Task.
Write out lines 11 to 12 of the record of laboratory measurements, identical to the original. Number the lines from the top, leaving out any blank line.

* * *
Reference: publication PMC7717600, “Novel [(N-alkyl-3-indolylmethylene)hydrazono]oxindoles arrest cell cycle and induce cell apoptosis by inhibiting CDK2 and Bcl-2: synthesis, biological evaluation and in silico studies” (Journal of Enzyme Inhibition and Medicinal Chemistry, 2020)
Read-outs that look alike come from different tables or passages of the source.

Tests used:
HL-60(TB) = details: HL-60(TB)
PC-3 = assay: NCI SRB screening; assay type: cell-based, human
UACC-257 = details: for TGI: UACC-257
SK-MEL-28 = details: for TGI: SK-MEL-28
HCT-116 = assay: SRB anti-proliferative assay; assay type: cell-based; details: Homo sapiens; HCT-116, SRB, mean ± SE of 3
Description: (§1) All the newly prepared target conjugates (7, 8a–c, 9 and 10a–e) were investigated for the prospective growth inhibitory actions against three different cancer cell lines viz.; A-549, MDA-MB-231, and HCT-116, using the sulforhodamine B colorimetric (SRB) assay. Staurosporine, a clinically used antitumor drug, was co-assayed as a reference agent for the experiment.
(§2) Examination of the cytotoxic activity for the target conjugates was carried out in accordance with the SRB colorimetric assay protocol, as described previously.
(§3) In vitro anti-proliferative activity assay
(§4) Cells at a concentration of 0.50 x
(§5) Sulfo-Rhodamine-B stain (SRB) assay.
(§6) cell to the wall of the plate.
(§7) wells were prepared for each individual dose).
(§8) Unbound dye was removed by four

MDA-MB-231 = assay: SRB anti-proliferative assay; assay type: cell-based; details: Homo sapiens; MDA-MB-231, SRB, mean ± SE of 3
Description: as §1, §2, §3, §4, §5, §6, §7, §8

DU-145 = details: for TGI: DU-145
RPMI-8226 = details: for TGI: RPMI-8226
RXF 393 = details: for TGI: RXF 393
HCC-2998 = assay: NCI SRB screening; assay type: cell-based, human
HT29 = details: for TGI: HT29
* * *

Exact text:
(§3) In vitro anti-proliferative activity assay
(§4) Cells at a concentration of 0.50 x